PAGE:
Month: September 2015
How the Motoring Grid would have saved Dennis Carbon
Dennis Carbon was killed by a lorry driver on Lisson Grove earlier this month.
|Photo courtesy of Evening Standard|
At a vigil organised by Living Street, Dennis’ cousin, Christina Daniel described how the junction where he was killed is extremely dangerous, especially for the hundreds of elderly residents of the Lisson Green estate who want to reach the Church Street market.
|Christina Daniel, with red flowers, remembers her cousin. Photo by Brenda Puech|
Indeed during the 30 minutes of the vigil, we witnessed inappropriate speeds, hostility by drivers and elderly pedestrians unable to cross on time. A few days earlier, Christina says, ““I stopped to drop off flowers at the site with my daughter and a car almost knocked down an elderly woman right there – we were so shocked!”
|Where it happened: Lisson Grove is a dangerous barrier between where many elderly people live and where they shop.|
In spite of Section 39 of Road Traffic Act, it is unlikely that Westminster Council will study this collision and draw lessons from it. And yet just 30 minutes allow us to understand the key factors that make tragedies like the killing of Dennis inevitable:
- Inappropriate speed – Westminster is the only Borough refusing to lower the speed limit from the present 50kph.
- Insufficient time to cross – After six seconds, the green man disappears, leaving pedestrians anxiously guessing whether there is time to finish crossing.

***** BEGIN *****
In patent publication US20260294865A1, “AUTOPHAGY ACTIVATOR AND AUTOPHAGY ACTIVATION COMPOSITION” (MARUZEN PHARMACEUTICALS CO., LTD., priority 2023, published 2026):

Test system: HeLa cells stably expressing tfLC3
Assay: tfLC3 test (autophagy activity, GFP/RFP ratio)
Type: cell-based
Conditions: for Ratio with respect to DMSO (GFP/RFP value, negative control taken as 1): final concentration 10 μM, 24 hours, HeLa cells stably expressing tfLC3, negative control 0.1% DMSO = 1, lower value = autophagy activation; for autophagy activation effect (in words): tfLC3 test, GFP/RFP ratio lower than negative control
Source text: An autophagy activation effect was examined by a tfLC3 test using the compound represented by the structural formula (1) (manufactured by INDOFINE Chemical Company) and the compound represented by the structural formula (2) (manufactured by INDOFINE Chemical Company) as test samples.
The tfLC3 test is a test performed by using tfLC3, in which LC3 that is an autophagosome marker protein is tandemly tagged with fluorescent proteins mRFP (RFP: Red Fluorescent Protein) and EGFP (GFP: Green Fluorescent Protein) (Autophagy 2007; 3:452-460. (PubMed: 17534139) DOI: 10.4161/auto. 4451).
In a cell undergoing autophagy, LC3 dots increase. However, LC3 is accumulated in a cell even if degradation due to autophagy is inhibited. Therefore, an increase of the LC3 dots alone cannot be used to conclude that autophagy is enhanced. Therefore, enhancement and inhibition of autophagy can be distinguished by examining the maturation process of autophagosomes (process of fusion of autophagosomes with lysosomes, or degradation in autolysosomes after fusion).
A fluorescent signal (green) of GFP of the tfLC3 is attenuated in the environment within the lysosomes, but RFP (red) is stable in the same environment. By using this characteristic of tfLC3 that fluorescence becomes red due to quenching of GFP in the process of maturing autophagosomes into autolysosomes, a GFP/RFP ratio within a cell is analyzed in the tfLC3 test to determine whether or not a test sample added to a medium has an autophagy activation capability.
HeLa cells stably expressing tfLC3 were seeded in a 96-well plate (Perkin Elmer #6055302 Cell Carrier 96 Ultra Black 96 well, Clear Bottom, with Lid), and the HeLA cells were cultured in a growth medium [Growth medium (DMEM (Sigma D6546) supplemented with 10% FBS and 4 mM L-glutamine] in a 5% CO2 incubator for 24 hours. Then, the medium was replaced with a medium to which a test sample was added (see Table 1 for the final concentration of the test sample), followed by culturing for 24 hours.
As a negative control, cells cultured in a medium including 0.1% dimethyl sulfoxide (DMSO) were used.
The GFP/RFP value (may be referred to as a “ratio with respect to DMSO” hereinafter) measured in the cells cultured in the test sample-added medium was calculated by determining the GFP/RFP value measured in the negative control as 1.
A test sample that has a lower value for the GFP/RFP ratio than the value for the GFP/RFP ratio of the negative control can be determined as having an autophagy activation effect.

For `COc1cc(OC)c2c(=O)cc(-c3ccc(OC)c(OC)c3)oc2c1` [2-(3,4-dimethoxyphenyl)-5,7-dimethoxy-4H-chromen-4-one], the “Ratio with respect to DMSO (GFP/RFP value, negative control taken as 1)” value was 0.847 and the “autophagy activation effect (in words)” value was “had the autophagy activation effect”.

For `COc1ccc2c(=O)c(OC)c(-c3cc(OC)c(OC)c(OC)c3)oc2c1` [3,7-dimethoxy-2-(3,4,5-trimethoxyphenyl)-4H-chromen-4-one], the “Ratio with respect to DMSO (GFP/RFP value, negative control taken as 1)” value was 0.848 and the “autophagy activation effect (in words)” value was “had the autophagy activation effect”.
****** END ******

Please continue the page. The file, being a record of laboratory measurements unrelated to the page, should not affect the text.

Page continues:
- Inappropriate amount of motor traffic – Lisson Grove is used as a rat run by residents of St. John’s Wood, South and West Hampstead.
Let’s look at each of the three points from a Vision Zero point of view.
30 kph – We all know that slower speeds mean more reaction time and less devastating impact. There is also an important psychological element: if you are driving, 30kph feels slow. If you need to keep your speed much slower than you think you are able to do, your outlook changes: you no longer get frustrated by a few seconds “wasted” to let a pedestrian cross or driving behind a child riding his bike to school; you stop seeing the car as a vehicle to make you go fast (unless there are other cars in the way). A 30kph street has much more considerate drivers.
6 sec. green man – When you challenge TfL that 6 seconds is too short, their stock answer is “It complies with DfT regs”. Besides being an asinine response, it belies the mindset of traffic engineers, which is that the system is safe, as long as you follow the rules, no matter how inconsiderate they are. The reality is that when rules are inconsiderate, people don’t follow them. Here is the crossing at Lisson Grove:
The green man is probably vanishing now. What should the couple do? Wait in the middle of the island for another 40 seconds, with fast lorries and buses speeding either side of you, or risk it and finish the crossing? What if there were no vehicles stationary at the lights? According to witness reports Dennis Carbon, who was walking with a stick due to a stroke, started crossing with the green man and somehow was run over by a driver who thought he had priority.
Rat run – In the Netherlands, Lisson Grove would not have the level of motor traffic it has. The reason is simple: it is not an arterial road, so it should not be used by through traffic. In reality it is used by residents of other neighbourhoods who instead should be using two perfectly adequate arterial roads, the A5 Edgware Road and the A4 Finchley Road.